New York Times columnist Paul Krugman is angry the Senate hasn't once again extended unemployment benefits, and he's blaming "heartless, clueless and confused" Republicans.
"There was a time when everyone took it for granted that unemployment insurance, which normally terminates after 26 weeks, would be extended in times of persistent joblessness. It was, most people agreed, the decent thing to do," the Nobel laureate wrote Monday.
"Yet the Senate went home for the holiday weekend without extending benefits. How was that possible?" asked Krugman.
Unfortunately, his answer will be quite disturbing to most on the right:
Back in April, as ABC's Jake Tapper took over as interim host of This Week (pending the arrival of ex-CNNer Christiane Amanpour in August), the show asked the fact-checkers at PolitiFact to evaluate the truthfulness of statements made on the show.
After nearly three months, the results show far more Democrats and liberals earning a "False" rating, with most of the "True" ratings going to Republicans and conservatives. The discrepency remains even if you take into account that about two-thirds of the evaluated statements came from Democrats in the first place.
From April 11 through June 20, PolitiFact has handed out seven "False" statements -- six to Democrats/liberals, one to a Republican. During that same time, seven "True" labels were handed out -- four for Republicans/conservatives, just two for Democrats (one, ironically, going to former President Bill Clinton).
Retired General Colin Powell also picked up a "True" for a statement about the number of troops President Obama has deployed to Afghanistan, but it's hard to say which side Powell represents these days.
Did you know that calling attention to an area where a Supreme Court justice nominee is from, which happens to be a well-known bastion of liberalism, is bigoted?
If you didn't, you want to take a look at the wisdom of Salon.com's Joan Walsh. In her June 28 post "It's not even coded bigotry anymore," Walsh argued that references to SCOTUS nominee Elena Kagan's Upper West Side of Manhattan roots are bigoted -since the neighborhood has Jewish features, references to it are anti-Semitic and as she puts it, "not even coded."
"That said, Republicans on the Senate Judicial Committee are trying to make the case she's outside the mainstream of American jurisprudence, by attacking her clerking for (and admiring) legal giant Thurgood Marshall, the first African American Supreme Court justice, while singling her out as a denizen of ‘Manhattan's Upper West Side' - you know, the neighborhood known for Zabar's and bagels and, well, Jews," Walsh wrote.
Walsh wasn't clear about what she thinks these Senate Republicans are trying to accomplish. Conventional wisdom suggests Kagan will be easily confirmed, but pointing out the neighborhood she is from, with documented evidence of having an ideological liberal leaning, is going to accomplish what?
MSNBC host Ed Schultz is still in prairie-populist mode on illegal immigration. Unlike many on the left, he says it's a serious problem.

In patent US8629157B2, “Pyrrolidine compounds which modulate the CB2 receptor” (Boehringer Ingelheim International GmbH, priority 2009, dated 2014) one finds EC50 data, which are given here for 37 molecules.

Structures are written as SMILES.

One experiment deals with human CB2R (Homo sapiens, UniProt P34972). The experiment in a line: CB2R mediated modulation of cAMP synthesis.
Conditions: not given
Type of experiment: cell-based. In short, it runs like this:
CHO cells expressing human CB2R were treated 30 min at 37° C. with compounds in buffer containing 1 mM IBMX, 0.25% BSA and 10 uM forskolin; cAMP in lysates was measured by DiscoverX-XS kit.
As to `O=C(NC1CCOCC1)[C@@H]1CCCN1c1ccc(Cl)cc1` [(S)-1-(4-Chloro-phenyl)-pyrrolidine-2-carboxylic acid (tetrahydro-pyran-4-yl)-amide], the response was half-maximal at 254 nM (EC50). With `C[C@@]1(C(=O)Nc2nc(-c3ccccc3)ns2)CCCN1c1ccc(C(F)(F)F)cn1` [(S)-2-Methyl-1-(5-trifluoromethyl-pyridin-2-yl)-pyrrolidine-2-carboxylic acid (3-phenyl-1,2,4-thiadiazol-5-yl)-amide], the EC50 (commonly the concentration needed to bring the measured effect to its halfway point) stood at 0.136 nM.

But on Tuesday's edition of The Ed Show, he somehow blamed it on Arizona's Senators, John McCain and Jon Kyl: “McCain and Kyl have left the border wide open. Once again, it's up to the president of the United States, Barack Obama, to clean up another Republican mess.”
He repeatedly complained about the last presidential race: “During the 2008 campaign, McCain the warmonger said that he could take care of Iran. Hell, he can't even take care [of] and protect his own home state!”
PBS's Jim Lehrer on Tuesday wrongly accused Republicans of always being against major social legislation in this country including the Civil Rights Act, Social Security, and Medicare.
"[T]hrough history, recent history in particular, Republicans have opposed things like Social Security, Medicare, even civil rights legislation, but then, once they lost, they took some deep breaths and moved on, and then finally ended up embracing many of these major changes in -- in laws and in the way we do business here," the News Hour host amazingly said to his guest Sen. Jon Kyl (R-Ariz.).
Of course, nothing could be further from the truth, and Kyl quickly corrected Lehrer (video embedded below the fold with partial transcript and commentary, relevant section at 4:40, h/t Cubachi):
Schultz proceeded to demonstrate how his own reach falls short.
Here's news the traditional media will work very hard to ignore.
According to data released by Uncle Sam's Bureaus of Labor Statistics today, the unemployment rate in Illinois is the fifth-highest in the country.
The Land of Lincoln had a seasonally adjusted unemployment rate of 7.3% in July, up 2.2% from the previous year's 5.1%. That puts Illinois, along with California, in a tie for fourth place in the worst state unemployment rate derby, behind only Michigan (8.5%), Mississippi (7.9%), and Rhode Island (7.7%).
Illinois' 2.2% year-over-year unemployment rate increase is the third largest in any state, behind only tiny Rhode Island's 2.7% and smaller state Tennessee's 2.3%. Over 80% of Illinois' deterioration has occurred in the last three months, as its March unemployment rate was only 5.5%.
Meanwhile, in Arizona .....
With Eliot Spitzer gone, Chuck Schumer moves to the head of the list of smugly self-righteous New York pols. So it was particularly satisfying to see Sen. Jon Kyl [R-AZ] put Schumer is his place on This Week with George Stephanopoulos today.
A guest with Kyl for purposes of discussing the economy, Schumer clearly came in with a game plan: to analogize President Bush to the man who presided over the beginning of the Great Depression: Herbert Hoover. After Schumer tried it twice, Kyl had had enough and unleashed a riposte as devastating as it was reasoned.